KYIV, UKRAINEAmong all the ongoing tragedies caused by the Russian invasion in Ukraine, the aviation world is looking for an answer about the fate of the world's most iconic freighter AN-225 Myra.

According to Ukrainian officials, sadly, the Antonov AN-225 has been destroyed as a result of Russian attacks.

The world's biggest aircraft, named "Mriya," or "dream" in Ukrainian, was parked at an airfield near Kyiv when it was attacked by "Russian forces, Ukrainian authorities said.

"Russia may have destroyed our 'Mriya'. But they will never be able to destroy our dream of a strong, free, and democratic European state. We shall prevail!" wrote Ukrainian Foreign Minister Dmytro Kuleba on Twitter.

There has been no independent confirmation of the aircraft's destruction. A tweet from the Antonov Company said it could not verify the "technical condition" of the aircraft until it had been inspected by experts.

Ukrainian state defense company Ukroboronprom, which manages Antonov, on Sunday issued a statement saying the aircraft had been destroyed but would be rebuilt at Russia's expense -- a cost it put at $3 billion.

"The restoration is estimated to take over 3 billion USD and over five years," the statement said. "Our task is to ensure that these costs are covered by the Russian Federation, which has caused intentional damage to Ukraine's aviation and the air cargo sector.

In a later statement, the company said the airplane had been in on the ground near Kyiv on February 24 undergoing maintenance.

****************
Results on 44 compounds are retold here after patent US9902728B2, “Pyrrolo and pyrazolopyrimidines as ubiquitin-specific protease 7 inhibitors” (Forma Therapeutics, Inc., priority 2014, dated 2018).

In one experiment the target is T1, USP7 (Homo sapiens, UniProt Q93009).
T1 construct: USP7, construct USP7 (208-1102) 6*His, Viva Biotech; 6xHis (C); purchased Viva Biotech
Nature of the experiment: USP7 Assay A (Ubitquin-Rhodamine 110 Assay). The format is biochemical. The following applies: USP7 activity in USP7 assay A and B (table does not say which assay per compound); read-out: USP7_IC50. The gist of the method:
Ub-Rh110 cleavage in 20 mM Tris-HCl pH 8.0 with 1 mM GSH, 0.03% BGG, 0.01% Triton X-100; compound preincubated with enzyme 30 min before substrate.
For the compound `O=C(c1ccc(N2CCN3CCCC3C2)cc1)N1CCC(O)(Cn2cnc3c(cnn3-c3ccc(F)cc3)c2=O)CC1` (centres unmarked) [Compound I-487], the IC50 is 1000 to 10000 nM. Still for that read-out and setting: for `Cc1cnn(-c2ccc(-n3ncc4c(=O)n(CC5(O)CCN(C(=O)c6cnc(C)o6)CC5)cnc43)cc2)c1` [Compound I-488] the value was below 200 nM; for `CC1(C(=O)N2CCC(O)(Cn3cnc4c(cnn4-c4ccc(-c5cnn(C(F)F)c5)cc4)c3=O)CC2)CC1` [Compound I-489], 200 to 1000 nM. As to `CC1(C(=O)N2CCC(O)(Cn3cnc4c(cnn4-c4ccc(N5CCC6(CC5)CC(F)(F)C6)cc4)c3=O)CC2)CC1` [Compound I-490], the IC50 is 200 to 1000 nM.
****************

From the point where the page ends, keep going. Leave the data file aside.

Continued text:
"According to the director of Antonov Airlines, one of the engines was dismantled for repairs and the plane wasn't able to take off that day, although the appropriate commands were given," it said.

Russian forces claimed to have captured Hostomel airfield, where the AN-225 was located, on Friday. Satellite images from Maxar Technologies show significant damage to part of the hangar in which the AN-225 is stored.

If confirmed, the attack would mark a shocking end to an aircraft that has seen more than 30 years of service dating back to the days of the Soviet Union.

The AN-225 was sometimes drafted in to help airlift aid during crises in other countries. In the aftermath of the 2010 Haiti earthquake, it delivered relief supplies to the neighboring Dominican Republic. During the early days of the Covid pandemic, it was used to transport medical supplies to affected areas.

Its popularity in the aviation world meant it often drew large crowds wherever it went, particularly when it made star appearances at air shows.

The story of the An-225 begins back in the 1960 and '70s when the Soviet Union was locked in a race into space with the United States.

By the end of the 1970s, the need arose for transporting large and heavy loads from their places of assembly to the Baikonur Cosmodrome, the sprawling spaceport in the deserts of Kazakhstan that was the launchpad for Yuri Gagarin's pioneering space voyage of 1961.

The cargo in question was the Buran spacecraft, the Soviet Union's answer to NASA's Space Shuttle. Since there were at the time no airplanes capable of carrying it, the Antonov company was ordered to develop one.

UPDATE MARCH 1ST: According to a satellite image of Gostomel Airport taken on March 1st, the tail of the Antonov An-225 Mryia is being seen intact.

UPDATE MARCH 4TH: Belarusian media outlet Nexta TV published latest photos of the AN-225 in Hostomel. It looks drastically destroyed.
UPDATE MARCH 4TH: A youtube video shows the AN-225 completely destroyed. (Watch from 1:00)